Musk must sleep like a baby for his next bout of genius

By Allan Jacob

I like Elon Musk and CEOs like him who make the impossible happen. Their innovative streak and their spark for ideas is infectious. It inspires people to be entrepreneurs who set out on their own and go against the grain. They are called visionaries, who envisage the future, who are driven, while mortals watch and fawn at their achievements. They can go on and on, and their contribution to humanity becomes the stuff of legend. “Iconic, out of the world!’’ are terms and phrases thrown about with stray abandon and the legion of admirers are only growing for these Silicon Valley types and titans.

Musk, the CEO and chairman of Tesla and founder and chairman of SpaceX, has, indeed built some out-of- the- world iconic brands. In fact, he’s also a co-founder of PayPal, which has grown to become one of the world’s largest online payments platforms. Even his so-called vulnerabilities are worthy of adulation among his die-hard followers. Those much-lauded vulnerabilities were revealed during a recent interview to a newspaper. Musk was emotional and nervous at times; he was sensitive, he appeared caring (he loved his kids and wished to spend more time with them but couldn’t), he worked insanely hard for his share-holders, he stayed longer at the Tesla factory even when he should have been partying or attending to some family business.

But what came as a shock was the revelation that he works 120 hours a week. Worse, he hasn’t taken a vacation in years, and has been stuffing himself with sleep medication. The article said he alternated between “tears and laughter” and the CEO non-pareil said he was “exhausted” which the newspaper praised as “vulnerable” and “human”. Now, what did they think he was? A humanoid! Another column praised him for jetting off to his brother’s wedding in Italy for a couple of hours, and said it proved his companies could manage without him being in control for a brief period. It made me laugh and weep at the same time as I pondered this loss of control in Tesla. To me, Musk was a control freak who wasn’t in control of his human relationships and his personal life and busy compensating with his sleepless antics at Tesla.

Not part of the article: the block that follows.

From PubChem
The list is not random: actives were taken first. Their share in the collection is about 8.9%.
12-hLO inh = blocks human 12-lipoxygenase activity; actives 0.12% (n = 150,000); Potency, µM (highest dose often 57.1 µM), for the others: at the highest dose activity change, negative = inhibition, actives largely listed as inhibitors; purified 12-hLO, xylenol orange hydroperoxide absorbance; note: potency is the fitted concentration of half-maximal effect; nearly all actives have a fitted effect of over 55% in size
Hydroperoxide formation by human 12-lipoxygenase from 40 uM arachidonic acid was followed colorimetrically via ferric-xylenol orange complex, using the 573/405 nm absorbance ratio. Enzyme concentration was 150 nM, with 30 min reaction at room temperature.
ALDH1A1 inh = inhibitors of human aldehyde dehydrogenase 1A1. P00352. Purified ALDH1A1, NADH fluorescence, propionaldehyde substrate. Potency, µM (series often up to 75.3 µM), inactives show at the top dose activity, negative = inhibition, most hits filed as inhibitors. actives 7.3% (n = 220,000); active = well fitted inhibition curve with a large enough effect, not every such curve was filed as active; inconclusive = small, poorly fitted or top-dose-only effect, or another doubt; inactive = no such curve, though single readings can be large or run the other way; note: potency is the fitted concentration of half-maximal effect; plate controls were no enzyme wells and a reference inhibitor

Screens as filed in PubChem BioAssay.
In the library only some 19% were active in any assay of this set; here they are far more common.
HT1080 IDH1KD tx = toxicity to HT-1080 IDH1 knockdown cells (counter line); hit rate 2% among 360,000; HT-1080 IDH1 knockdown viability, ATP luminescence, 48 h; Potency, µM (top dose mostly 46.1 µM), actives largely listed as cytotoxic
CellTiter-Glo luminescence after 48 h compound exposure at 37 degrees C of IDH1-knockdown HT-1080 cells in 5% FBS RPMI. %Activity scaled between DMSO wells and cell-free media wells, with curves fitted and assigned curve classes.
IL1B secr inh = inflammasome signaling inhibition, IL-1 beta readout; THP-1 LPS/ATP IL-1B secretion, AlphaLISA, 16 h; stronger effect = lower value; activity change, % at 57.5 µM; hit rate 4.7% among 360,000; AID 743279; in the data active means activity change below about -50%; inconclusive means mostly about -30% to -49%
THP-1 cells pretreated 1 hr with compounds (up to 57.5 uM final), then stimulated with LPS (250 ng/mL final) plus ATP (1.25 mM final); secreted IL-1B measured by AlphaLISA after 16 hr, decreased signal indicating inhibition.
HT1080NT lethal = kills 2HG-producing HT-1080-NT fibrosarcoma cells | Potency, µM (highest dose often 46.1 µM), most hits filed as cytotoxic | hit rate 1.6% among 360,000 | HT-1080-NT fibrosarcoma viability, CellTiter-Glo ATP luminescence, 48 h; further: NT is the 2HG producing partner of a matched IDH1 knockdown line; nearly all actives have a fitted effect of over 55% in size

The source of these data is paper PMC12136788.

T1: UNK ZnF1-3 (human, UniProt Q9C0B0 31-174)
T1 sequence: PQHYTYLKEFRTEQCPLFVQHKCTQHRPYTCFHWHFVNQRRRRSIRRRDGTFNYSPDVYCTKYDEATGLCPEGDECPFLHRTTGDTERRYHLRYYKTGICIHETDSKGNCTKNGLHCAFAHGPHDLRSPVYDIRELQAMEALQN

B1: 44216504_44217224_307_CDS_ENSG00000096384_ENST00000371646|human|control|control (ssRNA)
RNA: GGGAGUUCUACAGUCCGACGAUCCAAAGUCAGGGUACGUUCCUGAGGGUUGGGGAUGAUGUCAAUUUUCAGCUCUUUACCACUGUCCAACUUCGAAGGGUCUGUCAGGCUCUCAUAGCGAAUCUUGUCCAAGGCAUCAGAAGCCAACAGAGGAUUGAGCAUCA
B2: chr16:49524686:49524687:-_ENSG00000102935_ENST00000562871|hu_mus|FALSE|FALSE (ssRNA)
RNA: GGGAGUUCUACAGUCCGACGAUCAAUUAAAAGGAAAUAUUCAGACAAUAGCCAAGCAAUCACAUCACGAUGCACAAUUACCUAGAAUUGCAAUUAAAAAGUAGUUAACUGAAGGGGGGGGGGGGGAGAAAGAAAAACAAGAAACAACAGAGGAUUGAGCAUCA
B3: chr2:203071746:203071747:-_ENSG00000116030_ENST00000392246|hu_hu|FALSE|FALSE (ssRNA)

Arianna Huffington, who now considers herself the high priestess of sleep, after seeing it all as a media tycoon, even wrote a letter to the guy expressing concerns about his health. After the usual, expected lines about how she loves what he’s doing and his love for his children (children always strike an emotional chord), she talks about the science of sleep which I cut and paste here: “You’re a science and data-driven person. You’re obsessed with physics, engineering, with figuring out how things work. So apply that same passion for science not just to your products but to yourself.”

She then goes on to say: “People are not machines. For machines — whether of the First or Fourth Industrial Revolution variety — downtime is a bug; for humans, downtime is a feature. The science is clear. And what it tells us is that there’s simply no way you can make good decisions and achieve your world-changing ambitions while running on empty.